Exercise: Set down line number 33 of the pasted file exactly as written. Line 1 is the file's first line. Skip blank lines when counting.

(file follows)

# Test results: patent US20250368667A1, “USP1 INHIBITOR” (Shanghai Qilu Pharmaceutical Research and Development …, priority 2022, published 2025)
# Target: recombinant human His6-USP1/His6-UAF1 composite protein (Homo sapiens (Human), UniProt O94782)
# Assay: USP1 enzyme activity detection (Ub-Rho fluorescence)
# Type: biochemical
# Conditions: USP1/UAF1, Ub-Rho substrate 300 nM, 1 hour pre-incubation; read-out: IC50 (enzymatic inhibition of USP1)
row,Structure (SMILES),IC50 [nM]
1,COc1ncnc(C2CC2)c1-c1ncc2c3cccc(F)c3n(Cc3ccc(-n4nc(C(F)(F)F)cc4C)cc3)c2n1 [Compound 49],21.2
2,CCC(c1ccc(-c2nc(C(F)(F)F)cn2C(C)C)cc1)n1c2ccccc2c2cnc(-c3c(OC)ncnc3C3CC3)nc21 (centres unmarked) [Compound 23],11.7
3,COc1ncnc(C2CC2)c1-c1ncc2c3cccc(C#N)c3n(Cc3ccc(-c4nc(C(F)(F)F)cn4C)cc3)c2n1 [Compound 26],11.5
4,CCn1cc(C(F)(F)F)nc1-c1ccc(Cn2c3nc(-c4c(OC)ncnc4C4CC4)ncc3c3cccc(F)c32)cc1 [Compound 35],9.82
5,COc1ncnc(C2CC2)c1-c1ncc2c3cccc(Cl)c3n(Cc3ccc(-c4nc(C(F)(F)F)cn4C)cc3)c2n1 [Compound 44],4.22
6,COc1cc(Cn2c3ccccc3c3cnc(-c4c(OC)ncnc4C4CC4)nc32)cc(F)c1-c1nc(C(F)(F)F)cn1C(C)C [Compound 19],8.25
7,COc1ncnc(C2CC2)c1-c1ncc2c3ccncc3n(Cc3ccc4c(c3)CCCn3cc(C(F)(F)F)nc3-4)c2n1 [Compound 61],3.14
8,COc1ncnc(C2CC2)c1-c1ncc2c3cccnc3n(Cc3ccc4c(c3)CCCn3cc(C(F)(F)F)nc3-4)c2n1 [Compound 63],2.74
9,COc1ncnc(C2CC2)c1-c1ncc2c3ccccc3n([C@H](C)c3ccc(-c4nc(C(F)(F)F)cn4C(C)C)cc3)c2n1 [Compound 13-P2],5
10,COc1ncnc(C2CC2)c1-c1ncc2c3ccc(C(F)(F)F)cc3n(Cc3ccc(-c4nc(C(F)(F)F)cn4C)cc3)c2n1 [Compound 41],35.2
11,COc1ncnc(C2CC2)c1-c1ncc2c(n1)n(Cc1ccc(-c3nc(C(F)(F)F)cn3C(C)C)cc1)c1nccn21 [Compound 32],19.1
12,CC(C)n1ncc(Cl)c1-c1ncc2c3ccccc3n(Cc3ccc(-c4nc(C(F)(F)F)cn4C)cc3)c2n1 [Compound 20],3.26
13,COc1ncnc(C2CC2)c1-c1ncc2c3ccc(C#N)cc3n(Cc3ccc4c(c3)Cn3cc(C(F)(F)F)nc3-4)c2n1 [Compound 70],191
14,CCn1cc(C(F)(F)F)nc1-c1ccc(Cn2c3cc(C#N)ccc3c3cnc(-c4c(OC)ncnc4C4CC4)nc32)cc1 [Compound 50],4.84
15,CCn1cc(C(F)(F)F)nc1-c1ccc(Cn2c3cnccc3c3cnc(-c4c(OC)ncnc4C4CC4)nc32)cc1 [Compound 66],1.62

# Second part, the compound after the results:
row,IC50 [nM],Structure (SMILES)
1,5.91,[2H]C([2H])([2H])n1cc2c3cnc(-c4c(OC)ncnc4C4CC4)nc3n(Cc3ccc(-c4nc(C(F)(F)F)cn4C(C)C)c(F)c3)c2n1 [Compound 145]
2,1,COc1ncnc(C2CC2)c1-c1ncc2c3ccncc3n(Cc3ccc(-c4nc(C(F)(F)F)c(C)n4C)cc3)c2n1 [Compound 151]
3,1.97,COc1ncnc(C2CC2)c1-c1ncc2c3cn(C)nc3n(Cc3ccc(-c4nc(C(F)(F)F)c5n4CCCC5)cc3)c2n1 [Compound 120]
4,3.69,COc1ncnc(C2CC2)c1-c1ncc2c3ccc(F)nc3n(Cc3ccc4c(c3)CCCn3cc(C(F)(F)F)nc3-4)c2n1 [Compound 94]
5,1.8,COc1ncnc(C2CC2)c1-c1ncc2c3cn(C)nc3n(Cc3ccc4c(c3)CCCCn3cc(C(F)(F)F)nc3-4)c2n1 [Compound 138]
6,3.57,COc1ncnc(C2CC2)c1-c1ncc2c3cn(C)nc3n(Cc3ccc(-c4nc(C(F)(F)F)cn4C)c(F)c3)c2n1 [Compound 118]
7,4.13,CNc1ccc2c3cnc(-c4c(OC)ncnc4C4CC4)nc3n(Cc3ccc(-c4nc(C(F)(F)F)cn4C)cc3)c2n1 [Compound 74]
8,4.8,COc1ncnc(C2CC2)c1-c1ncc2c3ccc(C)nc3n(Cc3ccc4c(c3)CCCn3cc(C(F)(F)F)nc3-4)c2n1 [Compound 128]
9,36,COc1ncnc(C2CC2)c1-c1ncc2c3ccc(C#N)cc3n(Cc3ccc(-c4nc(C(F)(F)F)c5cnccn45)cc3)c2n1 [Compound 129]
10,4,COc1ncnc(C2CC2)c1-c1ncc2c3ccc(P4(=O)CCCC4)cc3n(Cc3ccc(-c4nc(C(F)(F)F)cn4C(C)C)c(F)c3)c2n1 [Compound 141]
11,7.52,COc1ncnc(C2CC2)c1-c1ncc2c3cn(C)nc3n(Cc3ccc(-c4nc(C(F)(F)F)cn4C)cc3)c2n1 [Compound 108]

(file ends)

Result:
10,4,COc1ncnc(C2CC2)c1-c1ncc2c3ccc(P4(=O)CCCC4)cc3n(Cc3ccc(-c4nc(C(F)(F)F)cn4C(C)C)c(F)c3)c2n1 [Compound 141]